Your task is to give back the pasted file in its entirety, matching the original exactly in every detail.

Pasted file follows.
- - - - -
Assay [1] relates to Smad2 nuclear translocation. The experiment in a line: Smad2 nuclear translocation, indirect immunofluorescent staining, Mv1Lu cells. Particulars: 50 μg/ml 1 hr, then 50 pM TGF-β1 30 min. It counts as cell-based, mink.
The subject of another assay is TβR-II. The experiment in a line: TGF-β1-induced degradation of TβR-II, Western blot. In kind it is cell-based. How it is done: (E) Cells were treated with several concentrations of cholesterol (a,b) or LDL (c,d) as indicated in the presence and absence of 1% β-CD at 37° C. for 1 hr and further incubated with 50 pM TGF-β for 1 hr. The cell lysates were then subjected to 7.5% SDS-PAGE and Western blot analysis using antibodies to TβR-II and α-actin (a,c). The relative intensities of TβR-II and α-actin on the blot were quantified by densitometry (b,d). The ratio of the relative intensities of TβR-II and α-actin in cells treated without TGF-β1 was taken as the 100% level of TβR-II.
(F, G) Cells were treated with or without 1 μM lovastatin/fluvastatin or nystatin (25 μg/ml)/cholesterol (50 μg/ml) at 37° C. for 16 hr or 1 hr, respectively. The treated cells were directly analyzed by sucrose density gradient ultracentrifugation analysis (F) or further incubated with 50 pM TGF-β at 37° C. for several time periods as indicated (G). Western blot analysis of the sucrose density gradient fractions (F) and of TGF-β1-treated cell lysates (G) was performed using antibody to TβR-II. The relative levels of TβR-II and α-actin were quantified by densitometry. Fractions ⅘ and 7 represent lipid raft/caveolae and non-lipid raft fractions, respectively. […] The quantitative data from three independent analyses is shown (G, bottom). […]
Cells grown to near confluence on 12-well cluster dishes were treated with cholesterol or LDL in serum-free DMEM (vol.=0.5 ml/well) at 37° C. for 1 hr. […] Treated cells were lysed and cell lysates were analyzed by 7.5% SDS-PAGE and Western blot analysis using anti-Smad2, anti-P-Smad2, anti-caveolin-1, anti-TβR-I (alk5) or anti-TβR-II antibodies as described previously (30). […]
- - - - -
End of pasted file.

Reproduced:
Assay [1] relates to Smad2 nuclear translocation. The experiment in a line: Smad2 nuclear translocation, indirect immunofluorescent staining, Mv1Lu cells. Particulars: 50 μg/ml 1 hr, then 50 pM TGF-β1 30 min. It counts as cell-based, mink.
The subject of another assay is TβR-II. The experiment in a line: TGF-β1-induced degradation of TβR-II, Western blot. In kind it is cell-based. How it is done: (E) Cells were treated with several concentrations of cholesterol (a,b) or LDL (c,d) as indicated in the presence and absence of 1% β-CD at 37° C. for 1 hr and further incubated with 50 pM TGF-β for 1 hr. The cell lysates were then subjected to 7.5% SDS-PAGE and Western blot analysis using antibodies to TβR-II and α-actin (a,c). The relative intensities of TβR-II and α-actin on the blot were quantified by densitometry (b,d). The ratio of the relative intensities of TβR-II and α-actin in cells treated without TGF-β1 was taken as the 100% level of TβR-II.
(F, G) Cells were treated with or without 1 μM lovastatin/fluvastatin or nystatin (25 μg/ml)/cholesterol (50 μg/ml) at 37° C. for 16 hr or 1 hr, respectively. The treated cells were directly analyzed by sucrose density gradient ultracentrifugation analysis (F) or further incubated with 50 pM TGF-β at 37° C. for several time periods as indicated (G). Western blot analysis of the sucrose density gradient fractions (F) and of TGF-β1-treated cell lysates (G) was performed using antibody to TβR-II. The relative levels of TβR-II and α-actin were quantified by densitometry. Fractions ⅘ and 7 represent lipid raft/caveolae and non-lipid raft fractions, respectively. […] The quantitative data from three independent analyses is shown (G, bottom). […]
Cells grown to near confluence on 12-well cluster dishes were treated with cholesterol or LDL in serum-free DMEM (vol.=0.5 ml/well) at 37° C. for 1 hr. […] Treated cells were lysed and cell lysates were analyzed by 7.5% SDS-PAGE and Western blot analysis using anti-Smad2, anti-P-Smad2, anti-caveolin-1, anti-TβR-I (alk5) or anti-TβR-II antibodies as described previously (30). […]